Presentation on theme: "Manual Writing: Learning As You Go William R. Saltzman, Ph.D. The National Center for Child Traumatic Stress & Miller’s Child Abuse and Violence Intervention."— Presentation transcript:
Manual Writing: Learning As You Go William R. Saltzman, Ph.D. The National Center for Child Traumatic Stress & Miller’s Child Abuse and Violence Intervention Center Wsaltzman@sbcglobal.net
Module I (6 sessions) Module II (4-8 sessions) Module III (8 sessions) Module IV (2-4 sessions) Group PhaseOpeningWorking ThroughTermination Module Title Group Cohesion, Psychoeducation, and Basic Coping Skills Working Through Traumatic Experiences Coping with Traumatic Loss and Grief Re-Focusing on the Present and Looking to the Future Thera-peutic Tasks 1: Welcome and introduction (program overview, barriers, group contract, posttraumatic stress, depression, and grief reactions) 2: Learning about trauma and loss reminders (how I react to, and cope with, reminders) 3: Learning coping skills 4: The event-thought- feeling link 5: Identifying and challenging distressing thoughts (“Three Steps to Taking Charge of Your Feelings”) 6: Support seeking (“Five Steps to Getting Support”) First: Preparing for trauma narrative work (constructing the group narrative, constructing my personal trauma timeline) Middle: Constructing the trauma narrative (prolonged therapeutic exposure; develop a vocabulary for communicating about the trauma) Final: Exploring the worst moments (prolonged therapeutic exposure; using trauma reminders to understand the nature and personal meaning of traumatic experiences; cognitive restructuring cognitions associated with guilt and shame; exploring intervention fantasies) 1: Learning about grief (grief reactions, loss reminders, and grief processes / tasks) 2: Understanding grief reactions: Focus on anger 3: Understanding grief reactions: Focus on guilt 4: Remembering and reminiscing 5: Guided imagery: Retrieving a non- traumatic image of the deceased 6: Adjusting to a world in which the deceased is absent 7: Planning for difficult days (relapse prevention) 8: Saying goodbye in a good way 1: Resuming developmental progression 2: Problem-solving current life (“Three Steps to Solving a Problem”) 3: Dealing with problems that are not my job to fix 4: Saying goodbye in a good way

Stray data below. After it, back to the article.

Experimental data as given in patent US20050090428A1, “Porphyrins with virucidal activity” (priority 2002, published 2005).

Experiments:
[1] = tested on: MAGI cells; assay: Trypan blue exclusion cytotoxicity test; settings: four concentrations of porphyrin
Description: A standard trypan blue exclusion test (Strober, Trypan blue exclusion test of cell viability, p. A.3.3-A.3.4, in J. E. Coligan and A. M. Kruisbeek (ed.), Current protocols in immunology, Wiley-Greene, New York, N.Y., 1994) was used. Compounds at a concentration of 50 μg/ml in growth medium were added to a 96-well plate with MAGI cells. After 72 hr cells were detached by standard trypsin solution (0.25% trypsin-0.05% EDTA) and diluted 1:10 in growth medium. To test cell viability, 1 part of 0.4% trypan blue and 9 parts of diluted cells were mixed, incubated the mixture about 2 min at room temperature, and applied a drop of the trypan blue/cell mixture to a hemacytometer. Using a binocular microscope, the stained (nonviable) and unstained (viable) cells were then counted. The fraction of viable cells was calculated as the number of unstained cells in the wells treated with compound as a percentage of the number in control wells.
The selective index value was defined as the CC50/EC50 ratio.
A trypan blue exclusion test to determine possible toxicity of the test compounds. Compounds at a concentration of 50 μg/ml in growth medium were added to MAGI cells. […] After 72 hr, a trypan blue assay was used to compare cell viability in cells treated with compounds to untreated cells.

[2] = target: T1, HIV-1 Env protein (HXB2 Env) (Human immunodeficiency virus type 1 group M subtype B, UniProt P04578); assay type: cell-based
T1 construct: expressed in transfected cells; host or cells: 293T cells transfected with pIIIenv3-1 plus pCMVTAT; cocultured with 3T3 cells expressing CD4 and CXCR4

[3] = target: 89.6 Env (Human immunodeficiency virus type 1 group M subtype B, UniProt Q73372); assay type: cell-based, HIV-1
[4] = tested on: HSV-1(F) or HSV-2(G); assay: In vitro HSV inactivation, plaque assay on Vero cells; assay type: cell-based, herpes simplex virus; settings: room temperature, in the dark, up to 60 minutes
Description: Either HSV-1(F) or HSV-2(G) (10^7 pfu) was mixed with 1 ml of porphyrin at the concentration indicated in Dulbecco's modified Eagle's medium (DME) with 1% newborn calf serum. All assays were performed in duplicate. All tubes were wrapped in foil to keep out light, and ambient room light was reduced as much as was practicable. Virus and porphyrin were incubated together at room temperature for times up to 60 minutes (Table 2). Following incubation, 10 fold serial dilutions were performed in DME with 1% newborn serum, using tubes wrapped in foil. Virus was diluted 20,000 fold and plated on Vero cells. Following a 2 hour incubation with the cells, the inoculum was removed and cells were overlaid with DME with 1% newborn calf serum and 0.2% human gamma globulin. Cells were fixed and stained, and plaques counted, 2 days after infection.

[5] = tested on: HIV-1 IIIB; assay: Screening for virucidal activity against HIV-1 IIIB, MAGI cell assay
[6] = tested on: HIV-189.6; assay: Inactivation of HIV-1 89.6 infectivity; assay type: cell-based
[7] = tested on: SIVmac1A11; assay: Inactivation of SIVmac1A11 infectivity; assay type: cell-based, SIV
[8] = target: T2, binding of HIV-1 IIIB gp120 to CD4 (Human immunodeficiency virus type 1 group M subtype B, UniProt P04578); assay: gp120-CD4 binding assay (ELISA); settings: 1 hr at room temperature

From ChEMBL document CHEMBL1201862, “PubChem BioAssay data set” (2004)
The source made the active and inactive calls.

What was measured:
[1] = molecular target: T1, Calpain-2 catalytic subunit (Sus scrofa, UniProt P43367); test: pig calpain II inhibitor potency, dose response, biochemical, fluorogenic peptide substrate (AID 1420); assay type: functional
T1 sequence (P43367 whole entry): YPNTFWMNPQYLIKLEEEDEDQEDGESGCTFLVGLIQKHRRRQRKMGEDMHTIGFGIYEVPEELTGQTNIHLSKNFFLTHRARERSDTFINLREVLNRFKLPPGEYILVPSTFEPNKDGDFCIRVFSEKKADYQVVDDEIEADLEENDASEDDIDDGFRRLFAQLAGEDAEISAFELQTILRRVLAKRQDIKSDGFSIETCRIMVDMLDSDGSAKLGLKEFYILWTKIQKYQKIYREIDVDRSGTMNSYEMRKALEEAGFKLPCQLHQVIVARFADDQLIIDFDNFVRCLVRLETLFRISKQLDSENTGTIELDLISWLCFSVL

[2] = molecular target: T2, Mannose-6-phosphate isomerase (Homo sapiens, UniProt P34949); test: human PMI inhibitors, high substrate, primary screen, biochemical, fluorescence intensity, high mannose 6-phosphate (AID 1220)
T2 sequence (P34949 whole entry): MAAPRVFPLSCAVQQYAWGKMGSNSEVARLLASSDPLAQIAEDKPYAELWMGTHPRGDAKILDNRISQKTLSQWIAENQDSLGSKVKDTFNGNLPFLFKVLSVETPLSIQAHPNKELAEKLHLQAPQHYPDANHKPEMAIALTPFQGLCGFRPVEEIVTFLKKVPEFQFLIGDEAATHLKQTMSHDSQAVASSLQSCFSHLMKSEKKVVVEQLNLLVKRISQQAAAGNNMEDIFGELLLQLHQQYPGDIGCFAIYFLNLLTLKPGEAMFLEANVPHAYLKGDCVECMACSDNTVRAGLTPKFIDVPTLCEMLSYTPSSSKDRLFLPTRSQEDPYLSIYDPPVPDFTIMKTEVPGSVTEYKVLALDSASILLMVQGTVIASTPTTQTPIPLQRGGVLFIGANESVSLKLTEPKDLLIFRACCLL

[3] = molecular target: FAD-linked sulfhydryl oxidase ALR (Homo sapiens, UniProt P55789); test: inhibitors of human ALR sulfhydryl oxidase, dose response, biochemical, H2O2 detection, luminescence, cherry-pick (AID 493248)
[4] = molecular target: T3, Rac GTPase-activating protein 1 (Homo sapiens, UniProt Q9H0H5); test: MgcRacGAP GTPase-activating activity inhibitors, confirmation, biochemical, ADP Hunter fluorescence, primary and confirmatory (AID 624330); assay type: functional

VIII.Practice Exercise G0ALS: To introduce the necessity for practicing skills outside of group. To describe practice task for this week. · Underscore the importance of practicing the assigned skills during the week. Meeting once a week for an hour is not enough to effect change in our life. Research has shown that the on- going practice is critical. Assignments · Distribute copies of the Practice Sheet. · During the week, members are to pay attention to post-traumatic feelings and reactions that they might experience during the week. Draw upon simple examples from the earlier discussion to remind group members what to look for. As a rule of thumb, you might suggest that they simply keep track of downward shifts in their mood or feelings or to the presence of strong emotions such as anger, sadness, guilt, or fear, which may be related to trauma or loss themes. These are possible signs that they may be in a trauma/loss reactive mode.
Discuss Note TOPIC #7Practice Exercise · Pay attention to post-traumatic feelings and reactions—like those we’ve just talked about · Use your worksheets in your workbook (or journal?)-- track strong emotions such as anger, sadness, guilt, or fear, or negative shifts in emotion and mood. · Remember to focus on what is happening outside of you, and what is happening inside of you. S how them where it is, and tell them how to use it— show them where the instructions are on the worksheet itself as you cover them.. Help them translate an example from the session to the worksheet. TOPIC #8Transitional Activity / Close (Worksheet: Monitoring Changes in My Mood / Feelings)
UCLA Program Core Components Trauma–loss psychoeducation Normalizing and validating reactions Enhancing emotional awareness Identifying personal trauma / loss reminders Developing effective coping skills Accessing appropriate support Trauma narrative reconstruction Cognitive restructuring
Promising Practices Take it one step at a time Team up Manuals come in different shapes and sizes Build in flexibility and support Expand and formalize parent / family components Keep your voice